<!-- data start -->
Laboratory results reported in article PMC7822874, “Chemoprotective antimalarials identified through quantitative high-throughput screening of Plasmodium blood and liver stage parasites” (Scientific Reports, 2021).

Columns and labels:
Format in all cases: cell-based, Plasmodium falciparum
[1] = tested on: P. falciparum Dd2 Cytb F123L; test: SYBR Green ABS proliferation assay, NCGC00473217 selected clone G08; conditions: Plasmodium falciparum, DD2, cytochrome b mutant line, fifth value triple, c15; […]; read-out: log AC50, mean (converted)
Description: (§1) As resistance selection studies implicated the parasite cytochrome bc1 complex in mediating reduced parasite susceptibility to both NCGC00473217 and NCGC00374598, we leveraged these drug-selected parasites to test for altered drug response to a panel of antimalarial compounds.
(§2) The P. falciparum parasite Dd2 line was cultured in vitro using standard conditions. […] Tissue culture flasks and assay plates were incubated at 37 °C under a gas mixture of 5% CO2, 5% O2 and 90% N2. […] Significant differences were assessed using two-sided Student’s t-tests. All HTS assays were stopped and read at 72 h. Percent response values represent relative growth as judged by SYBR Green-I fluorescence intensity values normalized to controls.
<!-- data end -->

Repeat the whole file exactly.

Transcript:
Laboratory results reported in article PMC7822874, “Chemoprotective antimalarials identified through quantitative high-throughput screening of Plasmodium blood and liver stage parasites” (Scientific Reports, 2021).

Columns and labels:
Format in all cases: cell-based, Plasmodium falciparum
[1] = tested on: P. falciparum Dd2 Cytb F123L; test: SYBR Green ABS proliferation assay, NCGC00473217 selected clone G08; conditions: Plasmodium falciparum, DD2, cytochrome b mutant line, fifth value triple, c15; […]; read-out: log AC50, mean (converted)
Description: (§1) As resistance selection studies implicated the parasite cytochrome bc1 complex in mediating reduced parasite susceptibility to both NCGC00473217 and NCGC00374598, we leveraged these drug-selected parasites to test for altered drug response to a panel of antimalarial compounds.
(§2) The P. falciparum parasite Dd2 line was cultured in vitro using standard conditions. […] Tissue culture flasks and assay plates were incubated at 37 °C under a gas mixture of 5% CO2, 5% O2 and 90% N2. […] Significant differences were assessed using two-sided Student’s t-tests. All HTS assays were stopped and read at 72 h. Percent response values represent relative growth as judged by SYBR Green-I fluorescence intensity values normalized to controls.